In her postdoctoral training, Dr. Dus initiated a behavioral genetic study of the feeding and energy metabolism in Drosophila. She discovered a neuronal circuit in the fly brain centered on neurons that express a gene she named cupcake. Flies with mutations in the cupcake gene ignore normal metabolic signals of starvation and continue to prefer sweet-tasting, non-caloric substances, whereas normal flies switch their preferences to substance with more caloric value. Going forward she will investigate how the brain responds to variations in energy homeostasis to regulate feeding behavior. Her work has implications for human metabolic syndromes related to obesity and diabetes. Dr. Dus earned her Ph.D. from the Watson School of Biological Sciences, Cold Spring Harbor Laboratory, NY.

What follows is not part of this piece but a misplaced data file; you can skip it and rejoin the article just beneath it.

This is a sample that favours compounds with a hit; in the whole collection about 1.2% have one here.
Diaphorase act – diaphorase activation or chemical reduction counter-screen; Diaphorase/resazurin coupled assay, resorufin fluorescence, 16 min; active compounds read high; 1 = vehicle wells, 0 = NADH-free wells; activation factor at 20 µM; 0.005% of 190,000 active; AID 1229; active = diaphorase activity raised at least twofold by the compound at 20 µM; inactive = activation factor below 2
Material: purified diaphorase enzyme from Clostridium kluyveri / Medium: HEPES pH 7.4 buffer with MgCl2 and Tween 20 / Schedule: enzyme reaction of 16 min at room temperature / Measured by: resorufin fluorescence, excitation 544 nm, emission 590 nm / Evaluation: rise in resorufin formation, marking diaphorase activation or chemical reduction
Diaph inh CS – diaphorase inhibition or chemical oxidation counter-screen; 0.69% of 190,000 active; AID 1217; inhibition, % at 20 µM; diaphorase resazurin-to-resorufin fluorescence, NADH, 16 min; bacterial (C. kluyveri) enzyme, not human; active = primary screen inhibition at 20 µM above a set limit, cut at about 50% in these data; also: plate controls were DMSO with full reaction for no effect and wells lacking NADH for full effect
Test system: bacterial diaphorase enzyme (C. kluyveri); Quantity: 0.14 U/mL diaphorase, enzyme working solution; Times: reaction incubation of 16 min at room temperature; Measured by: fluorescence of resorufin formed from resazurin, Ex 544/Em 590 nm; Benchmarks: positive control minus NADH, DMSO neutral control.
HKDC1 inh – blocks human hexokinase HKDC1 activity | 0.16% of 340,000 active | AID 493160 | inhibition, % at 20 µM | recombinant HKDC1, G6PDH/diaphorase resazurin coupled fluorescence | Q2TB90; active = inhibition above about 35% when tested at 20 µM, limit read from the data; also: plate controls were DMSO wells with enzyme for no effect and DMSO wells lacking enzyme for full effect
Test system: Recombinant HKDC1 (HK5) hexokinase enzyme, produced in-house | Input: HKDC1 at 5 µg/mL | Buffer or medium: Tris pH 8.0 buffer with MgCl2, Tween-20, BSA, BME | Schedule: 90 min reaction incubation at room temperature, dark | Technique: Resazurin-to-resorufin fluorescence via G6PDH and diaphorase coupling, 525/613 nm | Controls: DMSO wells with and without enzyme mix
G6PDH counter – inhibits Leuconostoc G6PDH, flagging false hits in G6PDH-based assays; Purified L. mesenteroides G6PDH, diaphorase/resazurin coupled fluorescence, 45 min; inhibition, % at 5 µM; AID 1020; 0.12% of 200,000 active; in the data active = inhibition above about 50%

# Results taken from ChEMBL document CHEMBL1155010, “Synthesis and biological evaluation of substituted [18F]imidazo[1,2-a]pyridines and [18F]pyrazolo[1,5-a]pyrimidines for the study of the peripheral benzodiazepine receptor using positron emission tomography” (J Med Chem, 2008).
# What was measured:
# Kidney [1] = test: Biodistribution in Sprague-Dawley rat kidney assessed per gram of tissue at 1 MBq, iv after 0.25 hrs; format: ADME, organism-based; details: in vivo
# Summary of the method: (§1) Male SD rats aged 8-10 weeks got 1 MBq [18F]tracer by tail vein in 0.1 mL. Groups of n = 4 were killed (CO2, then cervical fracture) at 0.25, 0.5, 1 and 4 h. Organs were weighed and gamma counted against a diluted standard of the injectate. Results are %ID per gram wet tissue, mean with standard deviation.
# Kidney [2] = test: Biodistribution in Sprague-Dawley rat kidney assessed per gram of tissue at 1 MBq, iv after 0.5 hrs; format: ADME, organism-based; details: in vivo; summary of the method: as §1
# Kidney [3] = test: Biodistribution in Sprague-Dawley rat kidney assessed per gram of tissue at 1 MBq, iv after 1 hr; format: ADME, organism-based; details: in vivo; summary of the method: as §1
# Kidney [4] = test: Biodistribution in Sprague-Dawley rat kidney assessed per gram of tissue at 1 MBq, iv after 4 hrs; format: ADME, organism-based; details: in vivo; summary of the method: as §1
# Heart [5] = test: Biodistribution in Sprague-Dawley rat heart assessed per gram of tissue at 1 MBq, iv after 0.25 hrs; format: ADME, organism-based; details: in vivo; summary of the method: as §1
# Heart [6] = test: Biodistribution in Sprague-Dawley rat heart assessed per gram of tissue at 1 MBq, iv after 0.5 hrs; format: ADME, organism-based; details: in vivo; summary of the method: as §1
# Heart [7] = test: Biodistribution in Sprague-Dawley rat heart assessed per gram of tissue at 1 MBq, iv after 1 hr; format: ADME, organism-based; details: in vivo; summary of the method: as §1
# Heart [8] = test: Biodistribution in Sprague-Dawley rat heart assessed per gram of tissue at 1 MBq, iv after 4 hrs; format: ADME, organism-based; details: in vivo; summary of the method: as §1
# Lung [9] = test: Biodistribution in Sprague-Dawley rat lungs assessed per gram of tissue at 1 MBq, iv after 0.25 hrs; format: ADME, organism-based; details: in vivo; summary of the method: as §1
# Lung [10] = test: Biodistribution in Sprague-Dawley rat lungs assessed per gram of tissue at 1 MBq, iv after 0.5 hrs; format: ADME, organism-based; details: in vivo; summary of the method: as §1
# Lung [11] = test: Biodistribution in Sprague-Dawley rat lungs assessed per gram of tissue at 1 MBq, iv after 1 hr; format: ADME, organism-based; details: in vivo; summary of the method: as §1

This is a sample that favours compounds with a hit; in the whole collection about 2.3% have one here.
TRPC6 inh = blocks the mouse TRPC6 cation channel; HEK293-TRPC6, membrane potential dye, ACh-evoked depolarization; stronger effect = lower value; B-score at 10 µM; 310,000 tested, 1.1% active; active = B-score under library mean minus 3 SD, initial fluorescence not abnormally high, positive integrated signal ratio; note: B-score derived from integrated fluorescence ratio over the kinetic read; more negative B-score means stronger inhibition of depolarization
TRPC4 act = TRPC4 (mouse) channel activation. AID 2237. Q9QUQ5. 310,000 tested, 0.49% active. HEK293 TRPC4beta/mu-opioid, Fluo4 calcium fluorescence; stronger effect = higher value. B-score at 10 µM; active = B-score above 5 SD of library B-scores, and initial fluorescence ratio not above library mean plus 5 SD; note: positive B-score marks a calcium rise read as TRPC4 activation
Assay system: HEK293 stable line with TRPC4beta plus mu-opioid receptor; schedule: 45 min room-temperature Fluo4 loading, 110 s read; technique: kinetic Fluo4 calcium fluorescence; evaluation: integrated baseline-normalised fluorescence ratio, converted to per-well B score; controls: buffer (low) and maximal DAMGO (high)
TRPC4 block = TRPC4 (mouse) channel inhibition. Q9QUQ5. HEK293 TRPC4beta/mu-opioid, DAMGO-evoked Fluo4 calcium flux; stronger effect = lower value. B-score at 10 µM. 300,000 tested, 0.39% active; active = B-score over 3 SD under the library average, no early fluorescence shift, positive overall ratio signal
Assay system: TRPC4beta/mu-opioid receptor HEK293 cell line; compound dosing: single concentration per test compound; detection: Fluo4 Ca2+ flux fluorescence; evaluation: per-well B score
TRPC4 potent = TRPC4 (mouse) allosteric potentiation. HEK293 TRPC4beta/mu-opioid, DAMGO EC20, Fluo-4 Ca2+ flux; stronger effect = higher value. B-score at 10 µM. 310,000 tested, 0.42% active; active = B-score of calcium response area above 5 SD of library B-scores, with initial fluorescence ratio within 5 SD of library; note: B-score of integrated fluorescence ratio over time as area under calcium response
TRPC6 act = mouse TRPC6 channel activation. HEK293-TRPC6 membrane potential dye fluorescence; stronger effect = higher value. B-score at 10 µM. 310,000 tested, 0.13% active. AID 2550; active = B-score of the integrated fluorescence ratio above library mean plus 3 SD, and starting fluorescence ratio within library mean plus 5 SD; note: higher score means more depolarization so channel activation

The Dus lab is exploring how the brain responds to changes in internal energy to regulate feeding. The goal is to understand the mechanisms neurons use to sense and respond to variations in nutrient levels to regulate feeding behavior and ensure energy balance.
Monica Dus, Jason Sih-Yu Lai, Keith M. Gunapala, Soohong Min, Timothy D. Tayler, Anne C. Hergarden, Eliot Geraud, Christina M. Joseph, Greg S.B. Suh. Nutrient Sensor in the Brain Directs the Action of the Brain-Gut Axis in Drosophila. Neuron. 2015 June 11.
Dus M, Ai M, Suh GS. Taste-independent nutrient selection is mediated by a brain-specific Na+/solute co-transporter in Drosophila. Nature Neuroscience. 2013 Mar 31. doi: 10.1038/nn.3372.
Dus M, Min S, Keene AC, Lee GY, Suh GS. Taste-independent detection of the caloric content of sugars in Drosophila. Proc Natl Acad Sci U S A. 2011 Jul 12;108 (28): 11644–11649.
Keene AC, Duboué ER, McDonald DM, Dus M, Suh GSB, Waddell S, Blau J. Clock and Cycle limit starvation-induced sleep loss in Drosophila. Curr Biol. 2010 Jul 13;20(13):1209-15.